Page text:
if "data" in model_object.config:
    data = model_object.config["data"]
    data = "STEVE"

Hidden Fields

We try our very best to never delete anything. Instead, we set a 'hidden' flag, and filter out all 'hidden' variables every time that we pull data from the database.

Here's an example from the Grad subsystem:

hidden = models.BooleanField(null=False, default=False)

req = GradRequirement.objects.filter(program=grad.program, hidden=False)


All actions that modify the database should be logged with a log.models.LogEntry object.

ModelForms, as_dl, and Widgetry

Let's imagine that we have a Model:

    "BNBY", "Burnaby",
    "SRRY", "Surrey",
    "HRBR", "Harbour Centre"

class CampusRestaurant(models.Model):
    location = models.CharField(max_length=100)
    opened = models.DateField()
    campus = models.CharField(max_length=4, choices=CAMPUS_CHOICES)
    config = JSONField(null=False, blank=False, default=dict)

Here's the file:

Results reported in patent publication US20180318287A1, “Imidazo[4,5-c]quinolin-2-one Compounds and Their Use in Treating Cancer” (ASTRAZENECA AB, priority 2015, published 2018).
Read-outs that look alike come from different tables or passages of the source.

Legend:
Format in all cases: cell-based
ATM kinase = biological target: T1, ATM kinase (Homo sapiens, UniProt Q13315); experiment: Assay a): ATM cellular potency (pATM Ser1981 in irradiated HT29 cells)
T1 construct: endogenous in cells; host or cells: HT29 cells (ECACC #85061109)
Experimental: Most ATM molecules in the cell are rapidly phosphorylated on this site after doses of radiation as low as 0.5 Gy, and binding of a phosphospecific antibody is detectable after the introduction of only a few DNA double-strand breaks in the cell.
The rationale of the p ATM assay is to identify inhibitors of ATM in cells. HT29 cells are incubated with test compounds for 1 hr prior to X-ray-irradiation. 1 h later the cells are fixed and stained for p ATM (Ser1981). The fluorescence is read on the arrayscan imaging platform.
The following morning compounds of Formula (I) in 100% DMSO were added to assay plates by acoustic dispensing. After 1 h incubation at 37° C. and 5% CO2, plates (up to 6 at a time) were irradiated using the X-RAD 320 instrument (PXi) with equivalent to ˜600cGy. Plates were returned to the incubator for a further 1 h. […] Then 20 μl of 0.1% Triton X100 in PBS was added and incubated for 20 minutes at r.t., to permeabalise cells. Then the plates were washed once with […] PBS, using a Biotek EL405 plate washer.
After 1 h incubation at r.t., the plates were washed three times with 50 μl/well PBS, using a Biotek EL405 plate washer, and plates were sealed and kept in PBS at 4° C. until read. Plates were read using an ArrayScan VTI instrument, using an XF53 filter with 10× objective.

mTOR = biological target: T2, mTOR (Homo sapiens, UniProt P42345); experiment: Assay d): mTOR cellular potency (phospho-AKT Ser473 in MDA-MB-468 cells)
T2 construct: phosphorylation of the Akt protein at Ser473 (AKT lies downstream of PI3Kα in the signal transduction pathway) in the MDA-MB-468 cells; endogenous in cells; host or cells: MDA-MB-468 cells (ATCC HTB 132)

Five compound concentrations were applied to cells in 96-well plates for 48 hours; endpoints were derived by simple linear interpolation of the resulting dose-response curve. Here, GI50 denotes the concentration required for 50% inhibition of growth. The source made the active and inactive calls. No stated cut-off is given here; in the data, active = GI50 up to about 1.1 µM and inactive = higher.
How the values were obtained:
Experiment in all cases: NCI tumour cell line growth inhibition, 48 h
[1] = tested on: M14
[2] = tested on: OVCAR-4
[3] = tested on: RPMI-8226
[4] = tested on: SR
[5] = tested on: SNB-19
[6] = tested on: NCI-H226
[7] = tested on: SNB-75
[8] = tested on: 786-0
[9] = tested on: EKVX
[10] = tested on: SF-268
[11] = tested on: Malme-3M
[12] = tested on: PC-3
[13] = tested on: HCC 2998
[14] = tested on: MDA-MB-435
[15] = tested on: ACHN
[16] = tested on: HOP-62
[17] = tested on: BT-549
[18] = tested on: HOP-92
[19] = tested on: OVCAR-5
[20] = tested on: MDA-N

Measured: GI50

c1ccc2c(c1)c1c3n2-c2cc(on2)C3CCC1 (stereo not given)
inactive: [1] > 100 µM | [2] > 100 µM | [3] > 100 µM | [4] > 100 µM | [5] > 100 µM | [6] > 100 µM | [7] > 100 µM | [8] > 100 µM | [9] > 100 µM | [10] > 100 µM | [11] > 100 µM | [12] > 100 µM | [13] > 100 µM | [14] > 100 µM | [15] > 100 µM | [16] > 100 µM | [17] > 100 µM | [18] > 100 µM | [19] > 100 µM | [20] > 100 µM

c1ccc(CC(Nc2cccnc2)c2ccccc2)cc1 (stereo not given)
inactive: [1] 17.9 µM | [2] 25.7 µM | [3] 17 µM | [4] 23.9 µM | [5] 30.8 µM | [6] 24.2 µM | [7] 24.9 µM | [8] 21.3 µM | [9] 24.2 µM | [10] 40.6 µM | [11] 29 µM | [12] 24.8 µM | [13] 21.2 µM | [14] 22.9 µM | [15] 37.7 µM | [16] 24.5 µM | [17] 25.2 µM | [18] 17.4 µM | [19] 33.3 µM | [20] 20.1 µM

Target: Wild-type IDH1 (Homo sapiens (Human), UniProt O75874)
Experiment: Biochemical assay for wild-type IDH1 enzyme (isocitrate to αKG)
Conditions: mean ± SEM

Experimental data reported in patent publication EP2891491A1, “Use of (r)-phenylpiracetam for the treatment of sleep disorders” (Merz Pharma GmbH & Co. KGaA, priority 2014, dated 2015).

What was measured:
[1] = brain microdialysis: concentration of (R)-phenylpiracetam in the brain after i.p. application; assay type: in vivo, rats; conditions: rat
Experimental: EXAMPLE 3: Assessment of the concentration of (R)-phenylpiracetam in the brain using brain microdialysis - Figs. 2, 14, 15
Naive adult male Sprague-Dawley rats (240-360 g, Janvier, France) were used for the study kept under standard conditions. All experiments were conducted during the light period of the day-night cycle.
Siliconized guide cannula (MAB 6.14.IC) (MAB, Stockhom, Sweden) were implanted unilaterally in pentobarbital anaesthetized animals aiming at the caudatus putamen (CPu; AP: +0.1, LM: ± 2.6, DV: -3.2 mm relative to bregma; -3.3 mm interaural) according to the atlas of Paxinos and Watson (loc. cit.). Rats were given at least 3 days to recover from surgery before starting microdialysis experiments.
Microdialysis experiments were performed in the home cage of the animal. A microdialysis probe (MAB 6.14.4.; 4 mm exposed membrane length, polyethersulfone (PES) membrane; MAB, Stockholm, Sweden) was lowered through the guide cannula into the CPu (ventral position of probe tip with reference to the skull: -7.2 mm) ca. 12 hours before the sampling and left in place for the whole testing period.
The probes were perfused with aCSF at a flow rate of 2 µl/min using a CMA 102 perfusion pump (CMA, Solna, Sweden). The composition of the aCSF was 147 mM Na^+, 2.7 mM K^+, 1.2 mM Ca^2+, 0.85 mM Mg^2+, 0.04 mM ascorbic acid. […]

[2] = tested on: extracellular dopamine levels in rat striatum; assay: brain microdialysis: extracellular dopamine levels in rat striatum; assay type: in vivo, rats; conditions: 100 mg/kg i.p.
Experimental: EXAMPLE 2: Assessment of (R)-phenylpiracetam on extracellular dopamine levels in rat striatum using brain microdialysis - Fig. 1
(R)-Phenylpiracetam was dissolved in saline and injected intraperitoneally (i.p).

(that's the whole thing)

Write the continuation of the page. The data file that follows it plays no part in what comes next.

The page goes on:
Now, if we want to take full advantage of Django's forms functionality, we'll have to create a Form:

class CampusRestaurantForm(forms.ModelForm):
    location = forms.CharField(max_length=100)
    opened = forms.DateField()
    campus = ...

okay, I'm going to stop us right there and point out the obvious: we could just be pulling this information out of the Model, right? Right. See:

class CampusRestaurantForm(forms.ModelForm):
    class Meta:
        model = CampusRestaurant

Here, the ModelForm is converting the CampusRestaurantModel into a CampusRestaurantForm, with all of the validation and POST-processing logic that comes with a Form object. Hooray!

There's a pretty standard view for dealing with a form like this:

def new_restaurant(request):
    if request.method == 'POST':
        form = CampusRestaurantForm(request.POST)
        if form.is_valid():
            restaurant =
                                 u'Restaurant %s created.' % unicode(restaurant))
            return HttpResponseRedirect(reverse('campus_eating.views.home'))
        form = CampusRestaurantForm()

    return render(request, 'campus_eating/new_restaurant.html', {

And with that in place, we can render the form into HTML, inside new_restaurant.html, using:

{% load form_display %}
{{ form|as_dl }}